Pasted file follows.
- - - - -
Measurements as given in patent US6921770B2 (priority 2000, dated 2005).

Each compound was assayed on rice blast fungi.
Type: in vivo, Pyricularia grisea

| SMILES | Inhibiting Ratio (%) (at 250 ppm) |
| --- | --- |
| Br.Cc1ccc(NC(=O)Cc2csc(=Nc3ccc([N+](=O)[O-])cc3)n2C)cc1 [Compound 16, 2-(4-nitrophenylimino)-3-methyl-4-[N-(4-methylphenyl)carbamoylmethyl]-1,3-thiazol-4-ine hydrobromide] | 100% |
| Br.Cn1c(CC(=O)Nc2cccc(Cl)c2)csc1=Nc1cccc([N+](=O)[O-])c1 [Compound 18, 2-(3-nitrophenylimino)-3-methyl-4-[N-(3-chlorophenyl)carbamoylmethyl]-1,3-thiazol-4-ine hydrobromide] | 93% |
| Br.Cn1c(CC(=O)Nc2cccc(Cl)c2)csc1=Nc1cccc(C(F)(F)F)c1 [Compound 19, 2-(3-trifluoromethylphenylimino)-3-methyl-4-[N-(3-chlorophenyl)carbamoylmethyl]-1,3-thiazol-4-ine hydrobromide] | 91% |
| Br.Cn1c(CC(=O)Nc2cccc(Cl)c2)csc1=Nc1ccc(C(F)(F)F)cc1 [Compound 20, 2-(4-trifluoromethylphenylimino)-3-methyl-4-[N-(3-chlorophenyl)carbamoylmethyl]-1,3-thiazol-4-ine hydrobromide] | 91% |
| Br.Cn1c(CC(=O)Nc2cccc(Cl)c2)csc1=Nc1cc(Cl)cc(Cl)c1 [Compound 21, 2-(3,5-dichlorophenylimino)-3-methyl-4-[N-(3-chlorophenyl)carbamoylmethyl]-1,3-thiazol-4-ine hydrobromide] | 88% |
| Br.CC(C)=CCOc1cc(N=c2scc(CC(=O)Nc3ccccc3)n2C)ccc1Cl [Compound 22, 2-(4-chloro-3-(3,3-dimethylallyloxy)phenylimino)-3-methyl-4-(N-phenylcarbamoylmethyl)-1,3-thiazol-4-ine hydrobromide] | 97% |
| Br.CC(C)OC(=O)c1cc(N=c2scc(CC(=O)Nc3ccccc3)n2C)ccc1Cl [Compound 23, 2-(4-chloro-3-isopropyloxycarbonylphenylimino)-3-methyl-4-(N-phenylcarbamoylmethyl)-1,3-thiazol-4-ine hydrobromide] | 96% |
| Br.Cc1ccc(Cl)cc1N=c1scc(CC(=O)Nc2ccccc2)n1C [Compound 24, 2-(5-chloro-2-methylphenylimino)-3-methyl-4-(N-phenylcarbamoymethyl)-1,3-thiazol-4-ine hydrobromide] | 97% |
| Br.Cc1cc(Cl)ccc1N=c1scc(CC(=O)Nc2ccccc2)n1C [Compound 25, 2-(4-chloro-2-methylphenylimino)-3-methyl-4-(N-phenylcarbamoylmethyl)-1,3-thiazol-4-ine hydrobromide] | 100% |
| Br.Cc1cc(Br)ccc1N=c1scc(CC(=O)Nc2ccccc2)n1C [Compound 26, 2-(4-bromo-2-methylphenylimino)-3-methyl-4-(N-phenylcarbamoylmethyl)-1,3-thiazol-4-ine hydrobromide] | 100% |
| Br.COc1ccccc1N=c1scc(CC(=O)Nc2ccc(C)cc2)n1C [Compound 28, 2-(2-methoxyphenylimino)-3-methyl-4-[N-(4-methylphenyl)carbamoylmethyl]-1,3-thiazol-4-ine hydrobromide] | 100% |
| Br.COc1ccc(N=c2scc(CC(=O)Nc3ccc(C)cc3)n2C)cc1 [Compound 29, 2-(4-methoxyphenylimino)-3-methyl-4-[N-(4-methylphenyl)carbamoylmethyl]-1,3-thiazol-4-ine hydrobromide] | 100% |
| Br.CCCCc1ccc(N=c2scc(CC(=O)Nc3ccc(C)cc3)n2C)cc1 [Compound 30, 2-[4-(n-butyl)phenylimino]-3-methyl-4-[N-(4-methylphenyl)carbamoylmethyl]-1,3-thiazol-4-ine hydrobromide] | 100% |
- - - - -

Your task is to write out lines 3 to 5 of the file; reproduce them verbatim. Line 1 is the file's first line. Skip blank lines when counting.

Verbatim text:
Type: in vivo, Pyricularia grisea

| SMILES | Inhibiting Ratio (%) (at 250 ppm) |
| --- | --- |